It’s not just for tourists anymore. The Spanish island of Tenerife, part of the Canary Islands, is rapidly becoming the perfect location for game and animation businesses to relocate or set up shop, thanks to its generous tax incentives, tailored training packages, and strong institutional support.
In the past decade Tenerife has started to focus on other sectors like film production, and more recently, animation and vfx industries. Cartoon Brew spoke to several animation companies on the island to understand how the Tenerife Film Commission is working with the animation industry and why the island could grow to become a major player in the international animation industry.
According to Marcos Martín, President of SAVE, the regional association for the animation, video game and vfx industry, the transition began when the team behind the Spanish hit Capture the Flag decided to move part of the film production to Tenerife.
This was the catalyst for other producers and local institutions to really notice the potential of Tenerife for the animation and vfx industries since Capture the Flag was the first feature film to make use of Spain’s leading supercomputer Teide-HPC for rendering purposes. With a processor specially optimized for rendering, projects since have included cg films like Kingsglaive: Final Fantasy XV, Ozzy, and Tad, the Lost Explorer 2.
Some of Tenerife’s main attractions are the generous tax incentives offered by the Canary Islands to new animation companies. The Canaries’ Special Zone status allows an entirely EU-authorized tax framework with rates that are hard to beat elsewhere in Europe. This was one of the deciding factors for Luis Torres, CEO of Madrid-based video game company Drakhar Studio, who this month is opening a new 3D animation and vfx company on the island, 3Doubles Producciones. “We were looking for locations for this business and Tenerife offered us incomparable fiscal incentives.”
Newly registered companies enjoy 4% corporate tax, no withholding taxes. Additionally, they benefit from generous tax deductions of up to 40% for audiovisual production. (Changes introduced in Spain in 2015 nearly doubled the tax benefits for film producers, with Canarian film productions now eligible for 38-40% corporate tax credit up to a limit of 5.4 million euros, and foreign production offered a cash rebate of 35%, capped at 4.5 million euros, 20% higher than the rest of Spain.)
The financial advantages are so tempting that they even attract producers from countries already known for highly competitive tax regimes. Torres, whose company is about to begin co-production of the 3D feature The Steam Engines of Oz with Canada’s Arcana Studio, explains that “our Madrid-based company wasn’t cost-effective for Arcana due to the low rates already available to them in Canada. Once we decided to move to Tenerife, the discussion was back on as we were down to the same level costwise.”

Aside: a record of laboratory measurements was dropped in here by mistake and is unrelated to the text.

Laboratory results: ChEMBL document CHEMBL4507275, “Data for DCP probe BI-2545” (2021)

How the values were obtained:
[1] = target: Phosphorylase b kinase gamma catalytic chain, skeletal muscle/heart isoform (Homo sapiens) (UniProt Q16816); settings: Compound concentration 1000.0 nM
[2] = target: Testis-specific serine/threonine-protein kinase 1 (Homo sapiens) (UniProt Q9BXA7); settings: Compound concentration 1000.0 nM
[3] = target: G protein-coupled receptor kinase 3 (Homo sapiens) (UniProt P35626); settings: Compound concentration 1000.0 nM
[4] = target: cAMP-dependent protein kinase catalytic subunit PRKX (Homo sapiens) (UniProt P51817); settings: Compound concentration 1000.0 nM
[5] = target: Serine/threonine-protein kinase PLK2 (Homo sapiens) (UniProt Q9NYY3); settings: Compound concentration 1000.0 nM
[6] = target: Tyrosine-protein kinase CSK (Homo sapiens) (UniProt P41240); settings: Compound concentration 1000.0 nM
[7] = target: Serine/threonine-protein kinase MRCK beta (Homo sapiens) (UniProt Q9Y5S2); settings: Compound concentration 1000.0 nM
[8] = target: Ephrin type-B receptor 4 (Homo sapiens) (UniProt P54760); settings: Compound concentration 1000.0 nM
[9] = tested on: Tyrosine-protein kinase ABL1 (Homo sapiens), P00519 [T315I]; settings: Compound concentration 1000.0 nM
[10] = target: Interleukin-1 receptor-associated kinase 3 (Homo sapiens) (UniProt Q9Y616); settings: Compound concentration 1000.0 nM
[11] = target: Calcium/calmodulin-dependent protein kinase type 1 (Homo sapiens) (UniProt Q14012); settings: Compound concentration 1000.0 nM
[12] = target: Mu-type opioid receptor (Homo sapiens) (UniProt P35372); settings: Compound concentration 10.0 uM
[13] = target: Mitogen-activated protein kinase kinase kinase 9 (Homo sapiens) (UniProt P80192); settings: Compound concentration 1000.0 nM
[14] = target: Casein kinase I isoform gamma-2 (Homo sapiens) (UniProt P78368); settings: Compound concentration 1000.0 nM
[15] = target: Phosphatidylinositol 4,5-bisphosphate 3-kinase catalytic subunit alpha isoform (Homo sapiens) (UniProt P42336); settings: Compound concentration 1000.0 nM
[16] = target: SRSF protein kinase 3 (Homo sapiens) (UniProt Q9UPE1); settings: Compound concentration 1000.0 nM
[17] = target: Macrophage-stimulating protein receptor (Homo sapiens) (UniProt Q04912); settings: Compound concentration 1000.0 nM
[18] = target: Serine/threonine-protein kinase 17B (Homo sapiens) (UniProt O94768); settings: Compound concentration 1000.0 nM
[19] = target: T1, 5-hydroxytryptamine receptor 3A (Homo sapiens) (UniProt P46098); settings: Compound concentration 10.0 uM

But it is the strong institutional support to the animation and vfx industries where Tenerife excels. Torres describes how “we started considering other places but once we contacted the Tenerife Film Commission, they made everything so easy for us that the discussion was soon over.”
A Rapidly Expanding Animation Scene
Looking for local talent shouldn’t be a problem. SAVE maintains an extensive directory of animation, vfx, and video games professionals both residing in the Canary Islands and living abroad but willing to relocate. And in the past few months, a new institutional program has been set up to provide subsidized, bespoke training packages for companies settling there.
Another international group that recently opened an office in Tenerife was Mondo TV Iberoamerica, a global brand that chose the island because of its geographical, cultural, and fiscal advantages. Enrico Martinis, studio manager of the Canarian branch, explained that the decision to move their pre-production department from Asia to Tenerife was due to the benefits of being in Europe, with similar time zones to their main offices in Rome and the same culture and languages as their main audience in Latin America, while the costs remained comparable to Asian countries.
Besides this, Tenerife has an unbeatable quality of life. Born in Barcelona but living in Tenerife for 15 years, Marcos Martín laughs about it. “Excellent living conditions were my initial reason to move here.” The island offers one of the most stable climates on the planet with consistent, year-round temperatures averaging 72ºF (22ºC), an extraordinary diversity of environments and a rich local gastronomy.
“When I arrived,” Martín says, “there weren’t many animation companies here. Now with my company Salero Studio we have more than five. And this year we are expecting to welcome at least two of the biggest players in Spanish animation who are relocating here.” This looks to be a sweeping move that could convert Tenerife into the most vibrant animation and vfx hub to recently develop in southern Europe.
The best opportunity to meet these animation studios and learn about Tenerife opportunities will be at the MIFA market at Annecy in June and Cannes MIPCOM in October. And perhaps you’ll discover why the so-called Island of the Eternal Spring may also be the most unexpected paradise for the animation industry.
To learn more online about opportunities in Tenerife, visit the website of the Tenerife Film Commission.